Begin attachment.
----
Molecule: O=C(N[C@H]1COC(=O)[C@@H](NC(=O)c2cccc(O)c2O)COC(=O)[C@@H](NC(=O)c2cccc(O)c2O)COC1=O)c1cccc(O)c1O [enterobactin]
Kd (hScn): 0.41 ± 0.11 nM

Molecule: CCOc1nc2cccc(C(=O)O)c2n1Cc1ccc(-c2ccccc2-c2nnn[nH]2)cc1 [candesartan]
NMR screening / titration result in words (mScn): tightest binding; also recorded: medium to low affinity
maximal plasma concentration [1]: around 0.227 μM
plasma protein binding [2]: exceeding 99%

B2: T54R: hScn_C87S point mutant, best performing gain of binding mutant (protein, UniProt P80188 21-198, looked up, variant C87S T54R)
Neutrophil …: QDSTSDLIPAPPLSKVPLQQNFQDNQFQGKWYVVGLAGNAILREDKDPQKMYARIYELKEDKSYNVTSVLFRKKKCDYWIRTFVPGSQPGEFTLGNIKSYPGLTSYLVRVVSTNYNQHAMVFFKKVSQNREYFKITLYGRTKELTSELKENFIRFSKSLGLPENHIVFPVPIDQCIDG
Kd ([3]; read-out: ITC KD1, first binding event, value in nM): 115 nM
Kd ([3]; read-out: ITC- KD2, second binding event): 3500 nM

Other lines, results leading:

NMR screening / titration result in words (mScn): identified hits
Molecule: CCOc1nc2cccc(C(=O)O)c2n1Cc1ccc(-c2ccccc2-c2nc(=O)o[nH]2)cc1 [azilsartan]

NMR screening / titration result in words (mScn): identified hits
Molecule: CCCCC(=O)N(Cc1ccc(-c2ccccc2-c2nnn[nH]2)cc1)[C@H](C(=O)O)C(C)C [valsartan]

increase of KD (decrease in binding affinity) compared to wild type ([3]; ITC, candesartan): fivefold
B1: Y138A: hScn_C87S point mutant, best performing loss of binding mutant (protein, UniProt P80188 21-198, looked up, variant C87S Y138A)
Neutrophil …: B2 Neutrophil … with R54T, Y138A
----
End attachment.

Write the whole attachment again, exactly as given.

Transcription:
Molecule: O=C(N[C@H]1COC(=O)[C@@H](NC(=O)c2cccc(O)c2O)COC(=O)[C@@H](NC(=O)c2cccc(O)c2O)COC1=O)c1cccc(O)c1O [enterobactin]
Kd (hScn): 0.41 ± 0.11 nM

Molecule: CCOc1nc2cccc(C(=O)O)c2n1Cc1ccc(-c2ccccc2-c2nnn[nH]2)cc1 [candesartan]
NMR screening / titration result in words (mScn): tightest binding; also recorded: medium to low affinity
maximal plasma concentration [1]: around 0.227 μM
plasma protein binding [2]: exceeding 99%

B2: T54R: hScn_C87S point mutant, best performing gain of binding mutant (protein, UniProt P80188 21-198, looked up, variant C87S T54R)
Neutrophil …: QDSTSDLIPAPPLSKVPLQQNFQDNQFQGKWYVVGLAGNAILREDKDPQKMYARIYELKEDKSYNVTSVLFRKKKCDYWIRTFVPGSQPGEFTLGNIKSYPGLTSYLVRVVSTNYNQHAMVFFKKVSQNREYFKITLYGRTKELTSELKENFIRFSKSLGLPENHIVFPVPIDQCIDG
Kd ([3]; read-out: ITC KD1, first binding event, value in nM): 115 nM
Kd ([3]; read-out: ITC- KD2, second binding event): 3500 nM

Other lines, results leading:

NMR screening / titration result in words (mScn): identified hits
Molecule: CCOc1nc2cccc(C(=O)O)c2n1Cc1ccc(-c2ccccc2-c2nc(=O)o[nH]2)cc1 [azilsartan]

NMR screening / titration result in words (mScn): identified hits
Molecule: CCCCC(=O)N(Cc1ccc(-c2ccccc2-c2nnn[nH]2)cc1)[C@H](C(=O)O)C(C)C [valsartan]

increase of KD (decrease in binding affinity) compared to wild type ([3]; ITC, candesartan): fivefold
B1: Y138A: hScn_C87S point mutant, best performing loss of binding mutant (protein, UniProt P80188 21-198, looked up, variant C87S Y138A)
Neutrophil …: B2 Neutrophil … with R54T, Y138A